Aerospace & Defense

Airbus chief lays into US protectionism, Boeing and Brexit

Peggy Hollinger

Tom Enders Chief Executive Officer of Airbus Group
Frederic Stevens | Getty Images

Tom Enders, chief executive of Airbus, on Monday launched a stinging attack on US protectionism and warned that President Donald Trump would leave "wreckage" behind after his term in office.

Speaking at the UK aerospace industry's annual dinner in London, Mr Enders said the Trump administration was putting free trade at risk.

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"There is no one fighting for free trade. There is no one fighting for opening markets but [instead] closing US markets to foreign companies and foreign competitors," he said.

He accused Airbus rival Boeing of "ruthlessly surfing" on the US protectionist wave to smother competition.

He cited the legal challenges by its competitor against Bombardier's C-series regional aircraft which have led to proposals by the US department of trade for tariffs of 300 per cent on that type of aircraft sold in the US.

"This strategy may bring short-term success but it will be self-defeating in the end," he said. "It hurts our industry."

Airbus last year struck a deal to acquire the C series from Bombardier for a nominal sum of $1 in what is widely regarded as a coup for the European aircraft maker which has long aimed to increase its presence in the US market.

Airbus plans to manufacture the aircraft at its plant in Mobile, Alabama, to avoid the tariff if it is imposed next month.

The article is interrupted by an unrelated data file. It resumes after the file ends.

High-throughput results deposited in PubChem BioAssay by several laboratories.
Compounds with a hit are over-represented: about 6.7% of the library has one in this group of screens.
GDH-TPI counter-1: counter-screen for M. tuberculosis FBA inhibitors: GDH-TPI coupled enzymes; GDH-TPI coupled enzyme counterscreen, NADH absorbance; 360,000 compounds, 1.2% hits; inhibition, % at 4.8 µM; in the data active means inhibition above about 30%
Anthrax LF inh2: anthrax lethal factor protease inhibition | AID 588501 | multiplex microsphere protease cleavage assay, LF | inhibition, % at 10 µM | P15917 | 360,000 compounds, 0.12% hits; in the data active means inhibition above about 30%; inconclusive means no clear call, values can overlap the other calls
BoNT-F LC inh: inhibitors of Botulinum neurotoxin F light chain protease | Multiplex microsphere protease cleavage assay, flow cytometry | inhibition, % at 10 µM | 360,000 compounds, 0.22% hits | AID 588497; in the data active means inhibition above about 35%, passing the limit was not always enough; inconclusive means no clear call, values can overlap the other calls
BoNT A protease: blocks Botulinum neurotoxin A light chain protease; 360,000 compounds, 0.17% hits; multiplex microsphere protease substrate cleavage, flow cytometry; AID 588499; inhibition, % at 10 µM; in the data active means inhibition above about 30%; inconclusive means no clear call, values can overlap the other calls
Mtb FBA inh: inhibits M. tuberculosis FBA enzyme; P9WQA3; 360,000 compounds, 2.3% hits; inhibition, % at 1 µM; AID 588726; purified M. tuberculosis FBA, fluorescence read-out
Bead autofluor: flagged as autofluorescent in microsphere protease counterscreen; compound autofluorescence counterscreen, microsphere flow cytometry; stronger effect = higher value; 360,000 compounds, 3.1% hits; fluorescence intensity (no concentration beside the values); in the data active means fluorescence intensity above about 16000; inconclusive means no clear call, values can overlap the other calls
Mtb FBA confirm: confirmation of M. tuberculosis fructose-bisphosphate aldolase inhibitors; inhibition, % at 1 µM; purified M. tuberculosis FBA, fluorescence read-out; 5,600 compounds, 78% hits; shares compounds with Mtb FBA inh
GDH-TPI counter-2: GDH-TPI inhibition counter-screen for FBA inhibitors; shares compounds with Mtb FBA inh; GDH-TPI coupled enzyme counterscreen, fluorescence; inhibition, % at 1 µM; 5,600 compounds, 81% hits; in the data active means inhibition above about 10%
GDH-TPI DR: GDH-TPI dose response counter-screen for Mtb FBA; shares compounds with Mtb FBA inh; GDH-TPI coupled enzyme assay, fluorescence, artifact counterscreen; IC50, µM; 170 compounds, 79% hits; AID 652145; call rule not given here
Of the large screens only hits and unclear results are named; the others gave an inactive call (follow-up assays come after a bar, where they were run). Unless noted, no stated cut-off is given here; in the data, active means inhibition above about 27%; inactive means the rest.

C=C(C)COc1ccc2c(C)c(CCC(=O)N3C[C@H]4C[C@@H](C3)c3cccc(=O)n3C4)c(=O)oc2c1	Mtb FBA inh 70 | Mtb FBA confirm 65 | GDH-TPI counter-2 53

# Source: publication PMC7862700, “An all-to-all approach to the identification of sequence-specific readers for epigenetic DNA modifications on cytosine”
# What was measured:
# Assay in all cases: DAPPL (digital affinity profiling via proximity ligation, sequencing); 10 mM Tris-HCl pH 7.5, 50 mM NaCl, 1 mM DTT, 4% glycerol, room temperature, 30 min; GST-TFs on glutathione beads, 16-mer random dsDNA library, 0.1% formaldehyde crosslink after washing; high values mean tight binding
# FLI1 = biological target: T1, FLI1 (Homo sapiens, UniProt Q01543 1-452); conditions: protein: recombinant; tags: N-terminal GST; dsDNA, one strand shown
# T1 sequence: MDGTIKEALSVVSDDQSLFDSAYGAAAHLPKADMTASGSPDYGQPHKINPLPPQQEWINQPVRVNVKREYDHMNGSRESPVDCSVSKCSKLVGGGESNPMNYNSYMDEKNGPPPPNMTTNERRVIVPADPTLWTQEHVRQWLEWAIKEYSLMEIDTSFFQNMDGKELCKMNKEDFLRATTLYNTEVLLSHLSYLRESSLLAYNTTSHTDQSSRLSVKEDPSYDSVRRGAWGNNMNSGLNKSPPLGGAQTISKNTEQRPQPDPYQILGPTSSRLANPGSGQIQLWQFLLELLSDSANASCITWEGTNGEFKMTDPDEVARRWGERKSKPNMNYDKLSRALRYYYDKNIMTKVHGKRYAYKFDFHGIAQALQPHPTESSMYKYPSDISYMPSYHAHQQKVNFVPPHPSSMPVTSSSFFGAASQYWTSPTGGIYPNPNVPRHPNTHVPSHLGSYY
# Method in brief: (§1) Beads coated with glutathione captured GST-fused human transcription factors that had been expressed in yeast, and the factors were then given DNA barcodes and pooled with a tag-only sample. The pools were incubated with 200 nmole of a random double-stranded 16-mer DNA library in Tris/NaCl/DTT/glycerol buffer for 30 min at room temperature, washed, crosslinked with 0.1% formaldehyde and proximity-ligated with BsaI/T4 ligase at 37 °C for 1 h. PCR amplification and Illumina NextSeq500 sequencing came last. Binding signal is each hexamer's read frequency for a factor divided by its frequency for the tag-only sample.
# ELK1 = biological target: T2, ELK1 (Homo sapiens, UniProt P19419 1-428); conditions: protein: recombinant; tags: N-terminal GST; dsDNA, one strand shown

Boeing's response has been to open discussions with Brazilian aircraft maker Embraer.

Boeing said last night: "Boeing believes in strong competition, rules-based trade and a level playing-field for all in the industry. Competitors must abide by the rules that everyone has agreed will govern the competition. Those who don't abide by the rules are the ones that are 'taking advantage' and harming the wider industry."

The Airbus boss also warned against the implications of Britain's exit from the EU. "The wreckage that President Trump will leave after four or eight years in the White House will be easier to repair than the exit of the UK from the EU."

Mr Enders said that Brexit would strain the efficiency of operations, add costs and "thereby curtail the competitiveness" of the aerospace industry.

His comments will raise concerns already emerging about the Franco-German group's commitment to the UK and the pressure to take manufacturing operations back to France, Germany or Spain.

Mr Enders said he hoped that Britain would always be a home country for Airbus. The UK business remained Airbus's most efficient and innovative operation, he said.

However, whatever industry did to mitigate the effects of weakening ties between Britain and the EU, "the result of Brexit would be negative".

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